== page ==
Post by Malcolm » Wed Sep 20, 2017 6:02 pm

yagmort wrote:
Malcolm, being incorrect is not a problem.
It is, if like Lay-Man, you hastily proclaim things as fact when you actually do not have all the facts before you. Lay-Man participated actively in spreading his ill-sourced info. He is responsible for that. People like Magnus were quite proper to correct him.

You did come up with your example of Jatson Nyingpo just recently.
If I spent all my time doing research to dispel all the misconceptions I see on DW, I would never get any work done. As it is I spend too much time on here anyway.

I suppose it would be better to leave you all to your misconceptions, whatever they may be.
Buddhahood in This Life
འ༔ ཨ༔ ཧ༔ ཤ༔ ས༔ མ༔


[A]nything at all that is well spoken is the word of the Buddha.

-- Ārya-adhyāśaya-sañcodana-nāma-mahāyāna-sūtra

The different sūtras in accord with the emptiness
taught by the Sugata are definitive in meaning;
One can understand that all of those Dharmas in
which a sentient being, individual, or person are taught are provisional in meaning.

-- Samadhirāja Sūtra

Lay-Man
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Re: Did the 84 mahasiddhas practice Ngöndro?

Post by Lay-Man » Wed Sep 20, 2017 7:00 pm

Malcolm wrote:
yagmort wrote:
Malcolm, being incorrect is not a problem.
It is, if like Lay-Man, you hastily proclaim things as fact when you actually do not have all the facts before you. Lay-Man participated actively in spreading his ill-sourced info. He is responsible for that. People like Magnus were quite proper to correct him.

You did come up with your example of Jatson Nyingpo just recently.
If I spent all my time doing research to dispel all the misconceptions I see on DW, I would never get any work done. As it is I spend too much time on here anyway.

I suppose it would be better to leave you all to your misconceptions, whatever they may be.
You are right. I was wrong.

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Grigoris
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Re: Did the 84 mahasiddhas practice Ngöndro?

Post by Grigoris » Wed Sep 20, 2017 9:31 pm

Malcolm wrote:I suppose it would be better to leave you all to your misconceptions, whatever they may be.
:smile:
"My religion is not deceiving myself."
Jetsun Milarepa 1052-1135 CE

"Butchers, prostitutes, those guilty of the five most heinous crimes, outcasts, the underprivileged: all are utterly the substance of existence and nothing other than total bliss."
The Supreme Source - The Kunjed Gyalpo
The Fundamental Tantra of Dzogchen Semde

yagmort
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Re: Did the 84 mahasiddhas practice Ngöndro?

Post by yagmort » Thu Sep 21, 2017 3:40 am

Malcolm wrote:...People like Magnus were quite proper to correct him...

unlike you he didn't present any support to his arrogant remarks, therefore in my eyes they don't count as "corrections". from the example i gave above they were neither good-hearted nor well-grounded. but we see things in a different way, so i give up the discussion here.

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Malcolm
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Re: Did the 84 mahasiddhas practice Ngöndro?

Post by Malcolm » Thu Sep 21, 2017 4:13 am

yagmort wrote:
Malcolm wrote:...People like Magnus were quite proper to correct him...

unlike you he didn't present any support to his arrogant remarks...
The last thing in the world that Magnus is, is arrogant.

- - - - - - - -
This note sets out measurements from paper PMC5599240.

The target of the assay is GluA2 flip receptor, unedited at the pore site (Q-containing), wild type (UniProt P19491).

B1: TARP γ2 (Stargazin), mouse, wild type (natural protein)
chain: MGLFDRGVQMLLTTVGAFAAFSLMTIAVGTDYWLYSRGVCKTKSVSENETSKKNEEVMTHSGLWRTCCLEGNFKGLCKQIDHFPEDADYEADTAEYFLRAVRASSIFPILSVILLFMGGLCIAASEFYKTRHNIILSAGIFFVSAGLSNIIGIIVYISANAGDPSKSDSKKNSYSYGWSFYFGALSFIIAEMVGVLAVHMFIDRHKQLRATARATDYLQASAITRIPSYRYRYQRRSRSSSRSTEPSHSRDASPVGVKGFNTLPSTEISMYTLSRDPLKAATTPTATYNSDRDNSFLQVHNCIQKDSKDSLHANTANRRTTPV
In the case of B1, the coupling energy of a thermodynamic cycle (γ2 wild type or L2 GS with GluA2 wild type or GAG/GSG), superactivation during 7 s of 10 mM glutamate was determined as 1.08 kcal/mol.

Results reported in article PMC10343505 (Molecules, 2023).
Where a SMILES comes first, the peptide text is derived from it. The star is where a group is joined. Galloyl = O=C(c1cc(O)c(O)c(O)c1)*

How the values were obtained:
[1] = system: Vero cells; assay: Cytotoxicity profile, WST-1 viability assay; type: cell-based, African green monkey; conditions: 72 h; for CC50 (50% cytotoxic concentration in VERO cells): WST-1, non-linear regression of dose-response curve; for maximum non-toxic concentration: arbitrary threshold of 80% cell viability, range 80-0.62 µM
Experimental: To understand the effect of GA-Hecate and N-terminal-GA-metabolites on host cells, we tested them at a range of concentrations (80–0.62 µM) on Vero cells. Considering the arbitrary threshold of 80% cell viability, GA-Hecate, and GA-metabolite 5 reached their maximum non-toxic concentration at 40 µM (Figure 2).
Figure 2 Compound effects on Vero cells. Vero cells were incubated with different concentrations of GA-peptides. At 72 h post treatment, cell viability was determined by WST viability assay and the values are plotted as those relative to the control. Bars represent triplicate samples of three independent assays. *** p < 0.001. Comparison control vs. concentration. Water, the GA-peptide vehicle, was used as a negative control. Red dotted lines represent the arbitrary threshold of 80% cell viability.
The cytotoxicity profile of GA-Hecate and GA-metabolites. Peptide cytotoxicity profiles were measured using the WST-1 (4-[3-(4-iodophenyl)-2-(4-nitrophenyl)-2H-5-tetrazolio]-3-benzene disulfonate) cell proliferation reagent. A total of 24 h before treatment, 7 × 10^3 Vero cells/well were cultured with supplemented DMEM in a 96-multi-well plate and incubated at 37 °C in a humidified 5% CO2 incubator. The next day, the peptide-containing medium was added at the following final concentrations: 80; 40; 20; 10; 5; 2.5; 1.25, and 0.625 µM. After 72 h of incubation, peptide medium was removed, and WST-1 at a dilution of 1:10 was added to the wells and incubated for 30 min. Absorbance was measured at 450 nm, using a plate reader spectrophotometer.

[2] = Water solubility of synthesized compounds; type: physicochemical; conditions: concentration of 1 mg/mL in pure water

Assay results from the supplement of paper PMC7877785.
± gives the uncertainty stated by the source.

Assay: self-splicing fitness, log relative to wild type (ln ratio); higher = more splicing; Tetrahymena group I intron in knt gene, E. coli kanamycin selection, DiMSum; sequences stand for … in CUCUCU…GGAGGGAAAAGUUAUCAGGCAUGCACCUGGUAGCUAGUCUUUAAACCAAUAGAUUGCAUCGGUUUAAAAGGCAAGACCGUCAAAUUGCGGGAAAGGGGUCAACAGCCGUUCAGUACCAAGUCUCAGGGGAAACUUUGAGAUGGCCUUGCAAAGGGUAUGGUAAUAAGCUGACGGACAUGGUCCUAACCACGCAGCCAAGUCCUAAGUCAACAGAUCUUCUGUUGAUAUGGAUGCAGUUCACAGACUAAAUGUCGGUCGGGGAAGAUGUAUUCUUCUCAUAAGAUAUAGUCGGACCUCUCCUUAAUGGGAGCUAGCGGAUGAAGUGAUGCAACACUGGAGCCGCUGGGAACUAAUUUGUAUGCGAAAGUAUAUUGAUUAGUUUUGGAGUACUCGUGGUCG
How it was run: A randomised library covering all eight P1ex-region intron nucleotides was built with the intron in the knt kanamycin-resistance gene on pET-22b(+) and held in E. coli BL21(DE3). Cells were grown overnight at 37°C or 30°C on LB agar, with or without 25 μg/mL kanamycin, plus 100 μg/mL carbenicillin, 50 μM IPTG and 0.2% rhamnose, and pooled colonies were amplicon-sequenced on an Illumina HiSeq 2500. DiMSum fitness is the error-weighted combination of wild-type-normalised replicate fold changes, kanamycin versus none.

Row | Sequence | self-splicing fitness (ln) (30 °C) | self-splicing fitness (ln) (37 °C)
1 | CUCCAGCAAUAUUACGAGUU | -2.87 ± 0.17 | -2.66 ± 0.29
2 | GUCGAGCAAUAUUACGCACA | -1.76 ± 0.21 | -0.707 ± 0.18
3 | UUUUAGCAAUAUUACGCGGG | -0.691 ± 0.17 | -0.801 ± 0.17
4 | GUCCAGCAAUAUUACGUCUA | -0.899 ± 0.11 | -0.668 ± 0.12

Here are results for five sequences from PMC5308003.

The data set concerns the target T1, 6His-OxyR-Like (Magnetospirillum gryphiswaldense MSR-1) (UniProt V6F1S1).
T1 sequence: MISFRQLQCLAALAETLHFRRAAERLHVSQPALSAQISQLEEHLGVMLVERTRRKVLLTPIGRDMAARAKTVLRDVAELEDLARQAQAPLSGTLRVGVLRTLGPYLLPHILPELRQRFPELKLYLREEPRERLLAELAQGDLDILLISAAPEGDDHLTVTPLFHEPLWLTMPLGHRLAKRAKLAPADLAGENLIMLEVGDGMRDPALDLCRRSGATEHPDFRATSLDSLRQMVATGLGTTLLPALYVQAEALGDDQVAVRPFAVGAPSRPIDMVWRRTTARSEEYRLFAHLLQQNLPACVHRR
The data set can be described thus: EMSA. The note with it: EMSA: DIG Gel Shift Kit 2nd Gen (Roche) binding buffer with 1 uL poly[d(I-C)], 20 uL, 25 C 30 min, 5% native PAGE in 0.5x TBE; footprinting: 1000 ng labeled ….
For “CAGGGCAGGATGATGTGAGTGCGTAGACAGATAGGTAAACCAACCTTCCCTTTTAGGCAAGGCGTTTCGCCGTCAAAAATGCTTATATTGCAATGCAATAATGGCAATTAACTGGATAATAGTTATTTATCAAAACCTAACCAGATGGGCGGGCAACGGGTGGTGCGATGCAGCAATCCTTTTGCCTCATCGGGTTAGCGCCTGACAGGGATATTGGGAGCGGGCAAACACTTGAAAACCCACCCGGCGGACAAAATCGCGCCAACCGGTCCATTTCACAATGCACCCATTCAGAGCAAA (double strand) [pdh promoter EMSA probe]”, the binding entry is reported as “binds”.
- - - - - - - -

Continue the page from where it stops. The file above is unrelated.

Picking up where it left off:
Buddhahood in This Life
འ༔ ཨ༔ ཧ༔ ཤ༔ ས༔ མ༔


[A]nything at all that is well spoken is the word of the Buddha.

-- Ārya-adhyāśaya-sañcodana-nāma-mahāyāna-sūtra

The different sūtras in accord with the emptiness
taught by the Sugata are definitive in meaning;
One can understand that all of those Dharmas in
which a sentient being, individual, or person are taught are provisional in meaning.

-- Samadhirāja Sūtra

amanitamusc
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Re: Did the 84 mahasiddhas practice Ngöndro?

Post by amanitamusc » Thu Sep 21, 2017 6:49 am

Grigoris wrote:
Malcolm wrote:I suppose it would be better to leave you all to your misconceptions, whatever they may be.
:smile:
Sad.

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Re: Did the 84 mahasiddhas practice Ngöndro?

Post by Grigoris » Thu Sep 21, 2017 8:08 am

amanitamusc wrote:
Grigoris wrote:
Malcolm wrote:I suppose it would be better to leave you all to your misconceptions, whatever they may be.
:smile:
Sad.
You hear that?

That's the sound of a Bodhisattva vow breaking... :smile:

But, hey, even Avalokitesvara could not handle all us sentient beings, so I guess I can forgive Malcolm.
"My religion is not deceiving myself."
Jetsun Milarepa 1052-1135 CE

"Butchers, prostitutes, those guilty of the five most heinous crimes, outcasts, the underprivileged: all are utterly the substance of existence and nothing other than total bliss."
The Supreme Source - The Kunjed Gyalpo
The Fundamental Tantra of Dzogchen Semde

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Malcolm
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Re: Did the 84 mahasiddhas practice Ngöndro?

Post by Malcolm » Thu Sep 21, 2017 12:53 pm

Grigoris wrote:
amanitamusc wrote:
Grigoris wrote: :smile:
Sad.
You hear that?

That's the sound of a Bodhisattva vow breaking... :smile:
No, a bodhisattva has to understand whom they can help, and whom they do not have the capacity to help. Just because I may leave you to your misconceptions does not mean I cease wishing you to be free of them.
Buddhahood in This Life
འ༔ ཨ༔ ཧ༔ ཤ༔ ས༔ མ༔


[A]nything at all that is well spoken is the word of the Buddha.

-- Ārya-adhyāśaya-sañcodana-nāma-mahāyāna-sūtra

The different sūtras in accord with the emptiness
taught by the Sugata are definitive in meaning;
One can understand that all of those Dharmas in